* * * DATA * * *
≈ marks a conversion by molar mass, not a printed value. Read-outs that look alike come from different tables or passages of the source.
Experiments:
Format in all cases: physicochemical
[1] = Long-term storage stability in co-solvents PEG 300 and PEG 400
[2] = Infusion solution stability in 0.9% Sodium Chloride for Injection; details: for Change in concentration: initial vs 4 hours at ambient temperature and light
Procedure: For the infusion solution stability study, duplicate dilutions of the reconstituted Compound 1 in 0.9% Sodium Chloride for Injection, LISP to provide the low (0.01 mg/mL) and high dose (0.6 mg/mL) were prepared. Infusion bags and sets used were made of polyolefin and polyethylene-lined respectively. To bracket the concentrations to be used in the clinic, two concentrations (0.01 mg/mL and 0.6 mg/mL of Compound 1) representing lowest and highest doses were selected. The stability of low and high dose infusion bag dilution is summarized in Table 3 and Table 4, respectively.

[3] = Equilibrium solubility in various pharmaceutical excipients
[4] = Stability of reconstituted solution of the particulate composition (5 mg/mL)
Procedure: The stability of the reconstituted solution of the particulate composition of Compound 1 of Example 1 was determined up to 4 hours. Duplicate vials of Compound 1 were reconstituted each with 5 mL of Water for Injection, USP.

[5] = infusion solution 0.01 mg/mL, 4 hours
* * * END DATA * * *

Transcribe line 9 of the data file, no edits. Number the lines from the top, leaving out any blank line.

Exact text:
Procedure: The stability of the reconstituted solution of the particulate composition of Compound 1 of Example 1 was determined up to 4 hours. Duplicate vials of Compound 1 were reconstituted each with 5 mL of Water for Injection, USP.